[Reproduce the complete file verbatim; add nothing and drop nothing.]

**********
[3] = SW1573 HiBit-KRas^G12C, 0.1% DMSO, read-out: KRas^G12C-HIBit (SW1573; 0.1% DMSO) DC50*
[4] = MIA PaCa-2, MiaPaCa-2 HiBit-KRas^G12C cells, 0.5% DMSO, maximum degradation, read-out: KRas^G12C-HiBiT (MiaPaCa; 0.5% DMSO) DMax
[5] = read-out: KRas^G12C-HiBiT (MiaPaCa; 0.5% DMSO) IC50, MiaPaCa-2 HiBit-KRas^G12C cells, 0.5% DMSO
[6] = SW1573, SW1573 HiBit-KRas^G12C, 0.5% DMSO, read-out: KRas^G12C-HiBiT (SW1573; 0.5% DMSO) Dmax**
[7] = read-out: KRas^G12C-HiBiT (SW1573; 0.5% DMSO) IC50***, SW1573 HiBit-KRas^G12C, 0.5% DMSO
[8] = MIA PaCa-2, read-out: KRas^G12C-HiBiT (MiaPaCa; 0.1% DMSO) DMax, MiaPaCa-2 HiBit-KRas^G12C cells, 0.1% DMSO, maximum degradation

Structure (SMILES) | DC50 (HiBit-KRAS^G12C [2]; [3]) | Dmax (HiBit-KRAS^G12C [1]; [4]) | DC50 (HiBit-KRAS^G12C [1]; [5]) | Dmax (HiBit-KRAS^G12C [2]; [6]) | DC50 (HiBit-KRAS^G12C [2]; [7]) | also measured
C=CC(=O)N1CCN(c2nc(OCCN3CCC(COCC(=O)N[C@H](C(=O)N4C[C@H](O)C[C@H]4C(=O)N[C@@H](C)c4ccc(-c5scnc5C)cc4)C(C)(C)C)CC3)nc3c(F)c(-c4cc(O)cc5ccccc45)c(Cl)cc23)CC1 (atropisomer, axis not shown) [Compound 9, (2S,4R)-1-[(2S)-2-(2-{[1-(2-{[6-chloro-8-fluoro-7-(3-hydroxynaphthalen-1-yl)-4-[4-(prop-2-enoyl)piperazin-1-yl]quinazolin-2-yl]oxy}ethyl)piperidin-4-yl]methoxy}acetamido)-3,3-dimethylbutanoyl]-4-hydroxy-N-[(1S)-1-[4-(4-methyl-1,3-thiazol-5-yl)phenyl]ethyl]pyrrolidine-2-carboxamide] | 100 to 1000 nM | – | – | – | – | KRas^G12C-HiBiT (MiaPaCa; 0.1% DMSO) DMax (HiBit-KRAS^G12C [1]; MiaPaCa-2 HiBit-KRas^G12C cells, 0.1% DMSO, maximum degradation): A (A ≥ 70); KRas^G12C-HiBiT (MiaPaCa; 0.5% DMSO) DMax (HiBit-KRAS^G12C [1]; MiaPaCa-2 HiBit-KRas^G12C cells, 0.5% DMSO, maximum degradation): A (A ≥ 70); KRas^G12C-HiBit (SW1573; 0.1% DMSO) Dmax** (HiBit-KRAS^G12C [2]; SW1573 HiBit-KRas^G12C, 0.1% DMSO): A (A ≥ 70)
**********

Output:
[3] = SW1573 HiBit-KRas^G12C, 0.1% DMSO, read-out: KRas^G12C-HIBit (SW1573; 0.1% DMSO) DC50*
[4] = MIA PaCa-2, MiaPaCa-2 HiBit-KRas^G12C cells, 0.5% DMSO, maximum degradation, read-out: KRas^G12C-HiBiT (MiaPaCa; 0.5% DMSO) DMax
[5] = read-out: KRas^G12C-HiBiT (MiaPaCa; 0.5% DMSO) IC50, MiaPaCa-2 HiBit-KRas^G12C cells, 0.5% DMSO
[6] = SW1573, SW1573 HiBit-KRas^G12C, 0.5% DMSO, read-out: KRas^G12C-HiBiT (SW1573; 0.5% DMSO) Dmax**
[7] = read-out: KRas^G12C-HiBiT (SW1573; 0.5% DMSO) IC50***, SW1573 HiBit-KRas^G12C, 0.5% DMSO
[8] = MIA PaCa-2, read-out: KRas^G12C-HiBiT (MiaPaCa; 0.1% DMSO) DMax, MiaPaCa-2 HiBit-KRas^G12C cells, 0.1% DMSO, maximum degradation

Structure (SMILES) | DC50 (HiBit-KRAS^G12C [2]; [3]) | Dmax (HiBit-KRAS^G12C [1]; [4]) | DC50 (HiBit-KRAS^G12C [1]; [5]) | Dmax (HiBit-KRAS^G12C [2]; [6]) | DC50 (HiBit-KRAS^G12C [2]; [7]) | also measured
C=CC(=O)N1CCN(c2nc(OCCN3CCC(COCC(=O)N[C@H](C(=O)N4C[C@H](O)C[C@H]4C(=O)N[C@@H](C)c4ccc(-c5scnc5C)cc4)C(C)(C)C)CC3)nc3c(F)c(-c4cc(O)cc5ccccc45)c(Cl)cc23)CC1 (atropisomer, axis not shown) [Compound 9, (2S,4R)-1-[(2S)-2-(2-{[1-(2-{[6-chloro-8-fluoro-7-(3-hydroxynaphthalen-1-yl)-4-[4-(prop-2-enoyl)piperazin-1-yl]quinazolin-2-yl]oxy}ethyl)piperidin-4-yl]methoxy}acetamido)-3,3-dimethylbutanoyl]-4-hydroxy-N-[(1S)-1-[4-(4-methyl-1,3-thiazol-5-yl)phenyl]ethyl]pyrrolidine-2-carboxamide] | 100 to 1000 nM | – | – | – | – | KRas^G12C-HiBiT (MiaPaCa; 0.1% DMSO) DMax (HiBit-KRAS^G12C [1]; MiaPaCa-2 HiBit-KRas^G12C cells, 0.1% DMSO, maximum degradation): A (A ≥ 70); KRas^G12C-HiBiT (MiaPaCa; 0.5% DMSO) DMax (HiBit-KRAS^G12C [1]; MiaPaCa-2 HiBit-KRas^G12C cells, 0.5% DMSO, maximum degradation): A (A ≥ 70); KRas^G12C-HiBit (SW1573; 0.1% DMSO) Dmax** (HiBit-KRAS^G12C [2]; SW1573 HiBit-KRas^G12C, 0.1% DMSO): A (A ≥ 70)